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Today’s mortgage and refinance rates: February 23, 2021 | Rates increase

Mortgage and refinance rates have slightly increased since last week, but they remain at all-time lows in general. 

If you’re ready to get a mortgage or refinance, you may want to think about a fixed-rate mortgage instead of an adjustable-rate mortgage.

Darrin English, Senior Community Development Loan Officer at Quontic Bank, told Insider ARMs used to be a preferable option for some borrowers. However, now you can secure a lower fixed rate for 15 or 30 years, and you won’t chance your ARM rate going up in the future.

You may want to lock in a low rate while you can. 

Rates from Money.com

Since last Tuesday, rates have gone up, with 15 year fixed mortgage rates increasing by 10 basis points. Rates have also increased since last month. All rates are still at all-time lows. 

We’re showing you the average rates nationwide for conventional mortgages, which may be what you consider “normal mortgages.” Government-backed mortgages through the FHAVA, or USDA may give you a better rate if you’re eligible. 

Mortgage rates are still at striking lows. Low rates often signify an economy in disarray. Mortgage rates will likely stay low as the US continues to face the economic impact of the COVID-19 pandemic. 

Rates from Money.com

All mortgage refinance rates have gone up since last week. You can still get a rate below 3% on a 15-year refinance and below 4% on a 30-year refinance.

It might be an excellent opportunity to lock in a low mortgage rate. Though mortgage and refinance rates are up since last Tuesday, you might want to secure a historically low rate today. 

Importantly, there’s no need to rush to apply for a mortgage or refinance if you’re not financially prepared. Rates will likely stay low well into 2021, if not longer, so you have the opportunity to better your rate by improving your financial profile. 

If you want to secure the lowest rate, consider some of the following steps before applying:

  • Increase your credit scoreYou can start by making timely payments on time, paying off debts, or letting your credit age. Requesting and reviewing a copy of your credit report might help you find any mistakes that may be tanking your score. 
  • Save more for a down paymentThe smallest amount required for your down payment will be contigent on the type of mortgage you are after. The larger your down payment, the more probable your lender will offer you a better interest rate.
  • Lower your debt-to-income ratio. Your DTI ratio is the amount you pay toward debts each month, divided by your gross monthly income. Many lenders want to see a DTI ratio of 36% or less. To better your ratio, pay down debts or find ways to boost your income.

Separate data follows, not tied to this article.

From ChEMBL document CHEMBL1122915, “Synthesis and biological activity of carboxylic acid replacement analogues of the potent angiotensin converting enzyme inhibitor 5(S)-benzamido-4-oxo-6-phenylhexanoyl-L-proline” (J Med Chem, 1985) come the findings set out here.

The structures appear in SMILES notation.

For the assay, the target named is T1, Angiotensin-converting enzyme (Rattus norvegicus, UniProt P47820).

If you’re financially prepared, you can lock in an excellent rate — but there’s no need to hurry. 

If you take out a 15-year fixed mortgage, you’ll pay off your loan in 15 years, and you’ll pay the same interest rate the whole time. 

A 15-year term is less expensive than a longer term. You’ll pay a lower interest rate and will pay down your mortgage in half of the time. 

On the other hand, you’ll cough up larger monthly payments with a 15-year fixed mortgage than with a 30-year fixed mortgage. It will take you half the time to pay off the same mortgage principal.

With a 30-year fixed mortgage, you’ll pay down your mortgage over 30 years, and you’ll pay a locked-in interest rate for the life of your loan. 

You’ll fork over less per month with a 30-year term than a 15-year term because you’re dividing up your payments over more years.  

On the flip side, it will cost you more in interest with a 30-year fixed mortgage than with a shorter term. Your total interest paid will be higher because you’re paying a higher interest rate for an extended period. 

With an adjustable-rate mortgage, your rate will remain constant for a predetermined amount of time and fluctuate periodically after the introductory period. A 7/1 ARM secures your rate for seven years. Then your rate will change annually.

You may prefer a fixed-rate mortgage to an ARM, even though ARM rates are currently at all-time lows. The 30-year fixed rates are equivalent to or lower than ARM rates, so it could be the right time to secure a low rate with a fixed mortgage. Additionally, you won’t risk an ARM rate increase down the line.

If you’re considering getting an ARM, ask your lender what your rates would be if you chose a fixed-rate versus an adjustable-rate mortgage.

While you can lock in a low rate today, you should make sure you are financially prepared before doing so. 

Ryan Wangman is a reviews fellow at Personal Finance Insider reporting on mortgages, refinancing, bank accounts, and bank reviews. In his past experience writing about personal finance, he has written about credit scores, financial literacy, and homeownership.

Laura Grace Tarpley is the associate editor of banking and mortgages at Personal Finance Insider, covering mortgages, refinancing, bank accounts, and bank reviews. She is also a Certified Educator in Personal Finance (CEPF). Over her four years of covering personal finance, she has written extensively about ways to save, invest, and navigate loans.

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